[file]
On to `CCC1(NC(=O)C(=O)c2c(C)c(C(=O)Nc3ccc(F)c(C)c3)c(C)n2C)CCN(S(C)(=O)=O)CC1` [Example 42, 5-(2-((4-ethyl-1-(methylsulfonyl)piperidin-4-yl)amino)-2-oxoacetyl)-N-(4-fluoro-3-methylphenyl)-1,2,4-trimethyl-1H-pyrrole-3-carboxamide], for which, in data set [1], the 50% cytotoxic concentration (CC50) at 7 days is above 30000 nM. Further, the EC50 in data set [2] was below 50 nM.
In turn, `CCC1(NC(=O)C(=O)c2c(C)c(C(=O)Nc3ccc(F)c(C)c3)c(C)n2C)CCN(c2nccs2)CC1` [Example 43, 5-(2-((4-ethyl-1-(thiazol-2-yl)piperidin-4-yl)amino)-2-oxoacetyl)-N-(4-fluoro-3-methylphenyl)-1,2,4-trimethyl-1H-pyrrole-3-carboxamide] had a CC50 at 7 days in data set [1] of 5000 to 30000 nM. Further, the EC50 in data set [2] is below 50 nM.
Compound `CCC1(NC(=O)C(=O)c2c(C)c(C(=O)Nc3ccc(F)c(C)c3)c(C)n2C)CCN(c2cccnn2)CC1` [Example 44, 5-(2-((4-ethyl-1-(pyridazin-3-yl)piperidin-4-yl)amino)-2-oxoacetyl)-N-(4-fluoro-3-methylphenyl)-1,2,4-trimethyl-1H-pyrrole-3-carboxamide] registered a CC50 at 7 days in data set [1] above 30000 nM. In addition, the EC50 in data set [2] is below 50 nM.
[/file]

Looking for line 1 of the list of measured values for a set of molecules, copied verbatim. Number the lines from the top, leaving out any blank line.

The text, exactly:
On to `CCC1(NC(=O)C(=O)c2c(C)c(C(=O)Nc3ccc(F)c(C)c3)c(C)n2C)CCN(S(C)(=O)=O)CC1` [Example 42, 5-(2-((4-ethyl-1-(methylsulfonyl)piperidin-4-yl)amino)-2-oxoacetyl)-N-(4-fluoro-3-methylphenyl)-1,2,4-trimethyl-1H-pyrrole-3-carboxamide], for which, in data set [1], the 50% cytotoxic concentration (CC50) at 7 days is above 30000 nM. Further, the EC50 in data set [2] was below 50 nM.